Have you ever seen a cluster of bees on a fence line or hanging from a tree branch? Honeybee colonies reproduce by swarming in the spring. An older laying queen from a hive leaves for a new location with up to 60% of the hive’s working population. The remainder of the bees stay behind to rebuild the colony with a new queen. The leaving swarm will move in stages, first gathering near the old hive on a branch or on the side of a fence facing the sun. They will be a visible dark cluster and may produce a loud buzzing sound. The swarm stays in place in the cluster while scout bees look for a new home or temporary resting spot. Once the scout bees find a suitable next location, the entire swarm will move to it.
Sometimes when people see a swarm of bees, they are nervous because they are fearful of bee stings. That fear is generally unnecessary because during the swarm stage, the bees are not aggressive. They don’t have a hive in place or honey or eggs to protect, and will be relatively gentle, if unprovoked.
If you see a swarm of bees in the area, please contact the park at 931-864-3247. We have hive boxes and tools ready and can come collect the bees and give them a new home at the park.
We’re looking at a fantastic lineup of spring programs here at Cordell Hull Birthplace State Historic Park!
April 20th – Blacksmithing Demonstration (All Day)
Bill Maddox and Pete Santoro from Historic Mansker’s Station will be making the hinges and hooks to finish our smokehouse. Come see their shop and see the work that goes into a 19th century blacksmith operation.
April 21st – Earth Day Trail Cleanup (9am)
Celebrate Earth Day early at Cordell Hull Birthplace State Park with a morning hike and trail cleanup. Interpretive ranger Rachel will be leading a refreshing morning hike down to the mouth of Bunkum Cave. In honor of Earth Day, we will do a trail clean up along the way. The hike to Bunkum Cave is roughly 2.5 miles and rated moderate. Be sure to wear sturdy shoes, and don’t forget to bring your refillable water bottles along with you and fill up at our water bottle refill station to stay hydrated along the way! We will meet at the trailhead. We will meet at the trailhead.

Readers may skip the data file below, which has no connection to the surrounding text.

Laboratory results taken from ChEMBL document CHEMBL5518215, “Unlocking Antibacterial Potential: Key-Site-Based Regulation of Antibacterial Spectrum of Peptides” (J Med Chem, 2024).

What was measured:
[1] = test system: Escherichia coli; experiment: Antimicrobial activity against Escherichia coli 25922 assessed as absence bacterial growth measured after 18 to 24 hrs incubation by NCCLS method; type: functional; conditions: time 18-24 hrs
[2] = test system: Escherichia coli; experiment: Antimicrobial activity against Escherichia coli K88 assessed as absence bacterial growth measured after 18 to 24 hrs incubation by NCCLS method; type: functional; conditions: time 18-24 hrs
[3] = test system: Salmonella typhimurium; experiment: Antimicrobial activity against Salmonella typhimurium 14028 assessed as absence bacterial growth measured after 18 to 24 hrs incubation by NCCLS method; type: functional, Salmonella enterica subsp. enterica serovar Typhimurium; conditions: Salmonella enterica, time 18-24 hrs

April 21st – Sun Catchers & Slime (1pm)
Join interpretive ranger Rachel to make a colorful spring sun catcher and some slime! We will design our own sun catchers out of beads to hang out in the sun, and while the sun catchers are baking, we will make some slime that we will also get to take home! We will meet in the park office.
April 27th – Afternoon Hike to Bunkum Cave (3pm)
Join interpretive ranger Rachel for an evening hike to Bunkum Cave to wind down. The hike is roughly 2.5 miles round trip, and will take about an hour and a half to complete. Be sure to wear sturdy shoes and bring plenty of water. We will meet at the trailhead.
April 27th – Fun Around the Campfire (7:30pm)
Come out to Cordell Hull Birthplace State Park for a fun evening around the campfire. Come prepared with your favorite campfire stories, or bring your guitar and other instruments for some campfire songs. We will be providing supplies for s’mores for a small donation to the park.
Be sure to bring your camp chairs.
April 28th – Weekend Kids Program
Corn Husk Dolls – 1:00 p.m.
Join interpretive Ranger Rachel to learn how to make your very own corn husk doll! We also learn the history behind them. Once we are finished we will get to take our dolls home with us.
Finger Weaving – 2:00 p.m.
Join interpretive ranger Rachel as we weave our way into some fun! We will learn how to finger weave; we will even get to bring our creation home! We will meet in the park office.
Make Your Own Animal tracks – 3:00 p.m.
Join interpretive Ranger Rachel to learn about animal tracks and what they can tell! We will get to make our own animal track out of oven-baked clay. Several different animal track molds will be available to choose from. We will meet at the park office.
May 4th Dr. Michael Birdwell: Upper Cumberland Moonshine
For our May speaker series event, Dr. Michael Birdwell, of Tennessee Tech will present his latest research on the history of moonshine in the Upper Cumberland. His talk is titled “There’s A Lot of Nourishment in an Acre of Corn.” after the quote by William Faulkner.
Dr. Birdwell is a respected historian and subject matter expert on a number of topics that relate to Cordell Hull Birthplace and is in a unique position to present historical perspectives on both Cordell Hull’s career as the foremost diplomat in American History, as well as the broader context of his upbringing in the Upper Cumberland. Dr. Birdwell will include discussion on Cordell Hull’s father’s moonshine operation, by which he reportedly earned the seed money to establish businesses which eventually led to the accumulation of great wealth and opportunity for his family.
Join us for what is sure to be a fascinating talk on a very interesting subject!
Marcianne O’Day | Park Ranger
Cordell Hull Birthplace State Park
1300 Cordell Hull Memorial Drive
Byrdstown, TN 38549